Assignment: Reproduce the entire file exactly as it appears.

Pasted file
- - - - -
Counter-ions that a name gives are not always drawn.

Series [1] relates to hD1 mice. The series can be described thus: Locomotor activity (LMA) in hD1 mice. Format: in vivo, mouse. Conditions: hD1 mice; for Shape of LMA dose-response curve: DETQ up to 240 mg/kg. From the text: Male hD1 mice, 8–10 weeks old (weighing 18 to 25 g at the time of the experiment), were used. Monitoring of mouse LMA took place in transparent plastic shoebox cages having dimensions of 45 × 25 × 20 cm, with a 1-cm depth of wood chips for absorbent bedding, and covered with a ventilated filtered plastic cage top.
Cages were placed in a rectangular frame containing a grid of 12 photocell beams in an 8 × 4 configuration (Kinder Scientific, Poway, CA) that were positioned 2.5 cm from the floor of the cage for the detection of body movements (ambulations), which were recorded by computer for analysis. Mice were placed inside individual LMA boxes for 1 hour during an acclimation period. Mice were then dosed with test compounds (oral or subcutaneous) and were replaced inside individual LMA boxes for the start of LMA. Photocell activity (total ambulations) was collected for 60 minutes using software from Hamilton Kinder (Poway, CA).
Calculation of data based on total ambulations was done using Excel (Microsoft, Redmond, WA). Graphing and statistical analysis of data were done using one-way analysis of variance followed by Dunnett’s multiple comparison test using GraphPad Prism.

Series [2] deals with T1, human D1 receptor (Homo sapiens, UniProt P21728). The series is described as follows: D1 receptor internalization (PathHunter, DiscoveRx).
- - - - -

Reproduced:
Counter-ions that a name gives are not always drawn.

Series [1] relates to hD1 mice. The series can be described thus: Locomotor activity (LMA) in hD1 mice. Format: in vivo, mouse. Conditions: hD1 mice; for Shape of LMA dose-response curve: DETQ up to 240 mg/kg. From the text: Male hD1 mice, 8–10 weeks old (weighing 18 to 25 g at the time of the experiment), were used. Monitoring of mouse LMA took place in transparent plastic shoebox cages having dimensions of 45 × 25 × 20 cm, with a 1-cm depth of wood chips for absorbent bedding, and covered with a ventilated filtered plastic cage top.
Cages were placed in a rectangular frame containing a grid of 12 photocell beams in an 8 × 4 configuration (Kinder Scientific, Poway, CA) that were positioned 2.5 cm from the floor of the cage for the detection of body movements (ambulations), which were recorded by computer for analysis. Mice were placed inside individual LMA boxes for 1 hour during an acclimation period. Mice were then dosed with test compounds (oral or subcutaneous) and were replaced inside individual LMA boxes for the start of LMA. Photocell activity (total ambulations) was collected for 60 minutes using software from Hamilton Kinder (Poway, CA).
Calculation of data based on total ambulations was done using Excel (Microsoft, Redmond, WA). Graphing and statistical analysis of data were done using one-way analysis of variance followed by Dunnett’s multiple comparison test using GraphPad Prism.

Series [2] deals with T1, human D1 receptor (Homo sapiens, UniProt P21728). The series is described as follows: D1 receptor internalization (PathHunter, DiscoveRx).